Responding to Kathy Kristof

In Kathy Kristof's campaign to eliminate subsidies to Medicare Advantage, she would disproportionately harm millions of low-income seniors ("Tough Rx: possible ways to fix Medicare" June 24).

 

MA plans offer more comprehensive benefits than traditional Medicare, and studies show these plans are an especially important option for low-income and minority seniors. These seniors are less likely to have supplemental retiree medical coverage, and most cannot afford to buy private Medigap policies to supplement Medicare. They are attracted to the lower costs and better benefits offered through Medicare Advantage.

 

Medicare Advantage plans often cover a host of benefits that regular Medicare doesn't cover, such as vision and dental care, added preventive services, protection against catastrophic medical costs, and prescription drug coverage at no added cost. Medicare Advantage gives more than $1,000 a year in added health services to the average beneficiary, or $86 a month over standard Medicare coverage. This is not money that is being wasted but which is going to provide better coverage to seniors who couldn't otherwise afford this comprehensive coverage.

 

Clearly Medicare Advantage plans are popular since more than 8.3 million seniors are enrolled. Why would anyone want to harm our most vulnerable seniors by taking away this option? Far from being a give-away to insurance companies, the subsidies to Medicare Advantage create a valuable option for America's struggling low-income seniors.

 

Sincerely,

Grace-Marie Turner

President

Galen Institute

P.O. Box 320010

Alexandria, VA 22320

 

 

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In Kathy Kristof's campaign to eliminate subsidies to Medicare Advantage, she would disproportionately harm millions of low-income seniors ("Tough Rx: possible ways to fix Medicare" June 24).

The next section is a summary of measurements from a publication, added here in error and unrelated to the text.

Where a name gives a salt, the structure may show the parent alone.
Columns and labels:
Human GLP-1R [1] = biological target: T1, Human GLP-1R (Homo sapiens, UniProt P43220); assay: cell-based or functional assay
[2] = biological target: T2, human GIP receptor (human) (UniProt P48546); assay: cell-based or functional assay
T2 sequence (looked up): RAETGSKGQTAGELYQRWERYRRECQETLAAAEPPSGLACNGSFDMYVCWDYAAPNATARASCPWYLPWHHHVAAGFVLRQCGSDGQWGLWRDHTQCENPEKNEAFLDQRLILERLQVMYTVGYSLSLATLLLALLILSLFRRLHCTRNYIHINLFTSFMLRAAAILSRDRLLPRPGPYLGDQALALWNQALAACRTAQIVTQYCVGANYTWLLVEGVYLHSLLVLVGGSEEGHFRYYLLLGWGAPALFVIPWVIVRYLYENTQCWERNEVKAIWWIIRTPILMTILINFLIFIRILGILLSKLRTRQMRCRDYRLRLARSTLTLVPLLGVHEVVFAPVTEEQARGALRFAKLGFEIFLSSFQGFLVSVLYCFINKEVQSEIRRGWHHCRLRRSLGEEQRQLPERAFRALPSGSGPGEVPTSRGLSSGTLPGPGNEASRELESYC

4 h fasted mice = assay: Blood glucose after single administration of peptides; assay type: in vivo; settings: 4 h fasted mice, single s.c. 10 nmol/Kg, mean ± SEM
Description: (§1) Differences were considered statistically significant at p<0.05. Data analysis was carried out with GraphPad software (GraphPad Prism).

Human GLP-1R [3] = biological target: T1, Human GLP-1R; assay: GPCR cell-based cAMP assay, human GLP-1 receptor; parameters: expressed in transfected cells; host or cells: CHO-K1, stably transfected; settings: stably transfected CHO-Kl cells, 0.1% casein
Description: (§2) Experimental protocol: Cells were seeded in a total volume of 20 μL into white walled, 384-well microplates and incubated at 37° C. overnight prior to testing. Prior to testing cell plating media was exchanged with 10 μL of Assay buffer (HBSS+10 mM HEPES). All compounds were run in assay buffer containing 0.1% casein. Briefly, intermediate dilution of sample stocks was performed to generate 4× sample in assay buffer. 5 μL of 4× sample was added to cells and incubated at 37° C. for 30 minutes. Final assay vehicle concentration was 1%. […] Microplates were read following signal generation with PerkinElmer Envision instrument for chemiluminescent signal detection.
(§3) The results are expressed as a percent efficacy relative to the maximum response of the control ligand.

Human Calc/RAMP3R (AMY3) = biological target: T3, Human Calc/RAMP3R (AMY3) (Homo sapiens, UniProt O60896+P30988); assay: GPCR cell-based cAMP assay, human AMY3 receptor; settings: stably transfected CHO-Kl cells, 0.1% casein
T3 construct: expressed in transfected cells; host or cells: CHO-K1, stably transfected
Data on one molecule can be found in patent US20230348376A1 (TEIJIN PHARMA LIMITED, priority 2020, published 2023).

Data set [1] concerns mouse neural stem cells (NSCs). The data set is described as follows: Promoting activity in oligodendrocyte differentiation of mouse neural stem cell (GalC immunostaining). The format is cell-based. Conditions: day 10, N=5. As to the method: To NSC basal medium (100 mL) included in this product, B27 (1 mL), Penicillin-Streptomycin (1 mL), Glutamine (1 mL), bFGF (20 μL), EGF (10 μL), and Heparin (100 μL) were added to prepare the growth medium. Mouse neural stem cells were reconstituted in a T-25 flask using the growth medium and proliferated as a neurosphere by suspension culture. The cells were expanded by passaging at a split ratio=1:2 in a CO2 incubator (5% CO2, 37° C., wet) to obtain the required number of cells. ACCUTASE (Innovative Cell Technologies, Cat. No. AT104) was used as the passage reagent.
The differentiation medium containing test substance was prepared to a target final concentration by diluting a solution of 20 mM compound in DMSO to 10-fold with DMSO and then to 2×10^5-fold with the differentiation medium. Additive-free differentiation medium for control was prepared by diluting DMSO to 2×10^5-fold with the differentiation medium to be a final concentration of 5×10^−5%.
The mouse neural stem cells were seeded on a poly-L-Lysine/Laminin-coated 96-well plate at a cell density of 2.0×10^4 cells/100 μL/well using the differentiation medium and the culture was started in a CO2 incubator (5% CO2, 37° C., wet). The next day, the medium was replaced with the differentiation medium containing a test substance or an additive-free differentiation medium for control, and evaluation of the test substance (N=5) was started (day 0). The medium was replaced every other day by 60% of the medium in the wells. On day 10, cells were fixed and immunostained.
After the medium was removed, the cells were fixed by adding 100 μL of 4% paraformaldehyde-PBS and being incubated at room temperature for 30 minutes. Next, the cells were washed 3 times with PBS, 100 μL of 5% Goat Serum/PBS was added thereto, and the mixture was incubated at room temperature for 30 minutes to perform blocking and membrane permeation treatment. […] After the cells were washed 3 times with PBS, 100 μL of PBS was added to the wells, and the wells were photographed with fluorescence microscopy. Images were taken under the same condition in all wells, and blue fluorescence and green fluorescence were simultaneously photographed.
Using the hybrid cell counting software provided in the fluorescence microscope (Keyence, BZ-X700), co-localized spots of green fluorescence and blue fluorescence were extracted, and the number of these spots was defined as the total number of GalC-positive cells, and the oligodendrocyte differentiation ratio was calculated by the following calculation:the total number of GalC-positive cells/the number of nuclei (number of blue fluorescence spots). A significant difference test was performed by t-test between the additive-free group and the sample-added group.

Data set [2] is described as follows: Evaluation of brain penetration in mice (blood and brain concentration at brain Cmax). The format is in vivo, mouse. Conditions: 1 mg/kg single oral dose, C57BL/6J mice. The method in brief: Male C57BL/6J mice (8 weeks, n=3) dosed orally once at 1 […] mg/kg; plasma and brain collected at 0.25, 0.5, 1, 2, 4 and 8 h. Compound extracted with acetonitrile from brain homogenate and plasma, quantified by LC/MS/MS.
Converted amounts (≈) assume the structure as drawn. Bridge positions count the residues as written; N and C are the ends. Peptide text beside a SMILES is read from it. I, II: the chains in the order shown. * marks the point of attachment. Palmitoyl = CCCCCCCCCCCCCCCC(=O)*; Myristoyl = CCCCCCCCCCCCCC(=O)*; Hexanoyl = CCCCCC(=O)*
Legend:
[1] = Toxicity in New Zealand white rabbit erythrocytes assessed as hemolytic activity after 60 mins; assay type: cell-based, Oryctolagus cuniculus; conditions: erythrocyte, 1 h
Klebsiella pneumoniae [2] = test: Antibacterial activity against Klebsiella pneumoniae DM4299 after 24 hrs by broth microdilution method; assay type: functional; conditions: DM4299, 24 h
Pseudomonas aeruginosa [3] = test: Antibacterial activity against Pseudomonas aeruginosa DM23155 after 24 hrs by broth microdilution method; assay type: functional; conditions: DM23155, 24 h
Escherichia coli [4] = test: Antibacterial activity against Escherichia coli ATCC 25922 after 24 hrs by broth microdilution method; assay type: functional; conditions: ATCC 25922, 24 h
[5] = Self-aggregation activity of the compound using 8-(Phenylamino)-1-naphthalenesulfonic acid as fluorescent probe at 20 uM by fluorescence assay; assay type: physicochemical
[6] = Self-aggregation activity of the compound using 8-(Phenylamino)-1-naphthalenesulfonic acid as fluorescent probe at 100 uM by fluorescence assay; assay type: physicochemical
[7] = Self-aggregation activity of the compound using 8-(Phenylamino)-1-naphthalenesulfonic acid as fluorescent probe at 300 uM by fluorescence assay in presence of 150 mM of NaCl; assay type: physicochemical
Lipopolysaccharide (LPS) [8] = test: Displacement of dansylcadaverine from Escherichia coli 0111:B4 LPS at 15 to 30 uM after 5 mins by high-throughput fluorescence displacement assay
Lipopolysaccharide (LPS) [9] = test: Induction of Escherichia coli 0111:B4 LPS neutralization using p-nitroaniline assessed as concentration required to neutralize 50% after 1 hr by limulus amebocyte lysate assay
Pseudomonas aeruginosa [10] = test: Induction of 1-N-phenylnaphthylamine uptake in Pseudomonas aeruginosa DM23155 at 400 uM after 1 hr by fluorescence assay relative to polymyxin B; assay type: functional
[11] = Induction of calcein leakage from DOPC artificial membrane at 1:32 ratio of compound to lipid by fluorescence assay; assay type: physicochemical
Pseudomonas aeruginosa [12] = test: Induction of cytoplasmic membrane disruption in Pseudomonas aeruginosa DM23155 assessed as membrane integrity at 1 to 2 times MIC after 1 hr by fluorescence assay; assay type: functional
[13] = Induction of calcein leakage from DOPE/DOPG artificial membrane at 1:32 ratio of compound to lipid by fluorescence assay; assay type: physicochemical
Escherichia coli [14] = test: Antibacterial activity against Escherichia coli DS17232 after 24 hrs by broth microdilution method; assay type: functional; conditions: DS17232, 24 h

MA plans offer more comprehensive benefits than traditional Medicare, and studies show these plans are an especially important option for low-income and minority seniors. These seniors are less likely to have supplemental retiree medical coverage, and most cannot afford to buy private Medigap policies to supplement Medicare. They are attracted to the lower costs and better benefits offered through Medicare Advantage.

 

Medicare Advantage plans often cover a host of benefits that regular Medicare doesn't cover, such as vision and dental care, added preventive services, protection against catastrophic medical costs, and prescription drug coverage at no added cost. Medicare Advantage gives more than $1,000 a year in added health services to the average beneficiary, or $86 a month over standard Medicare coverage. This is not money that is being wasted but which is going to provide better coverage to seniors who couldn't otherwise afford this comprehensive coverage.

 

Clearly Medicare Advantage plans are popular since more than 8.3 million seniors are enrolled. Why would anyone want to harm our most vulnerable seniors by taking away this option? Far from being a give-away to insurance companies, the subsidies to Medicare Advantage create a valuable option for America's struggling low-income seniors.

 

Sincerely,

Grace-Marie Turner

President

Galen Institute

P.O. Box 320010

Alexandria, VA 22320

 

 

SHARE THIS ARTICLE

About the author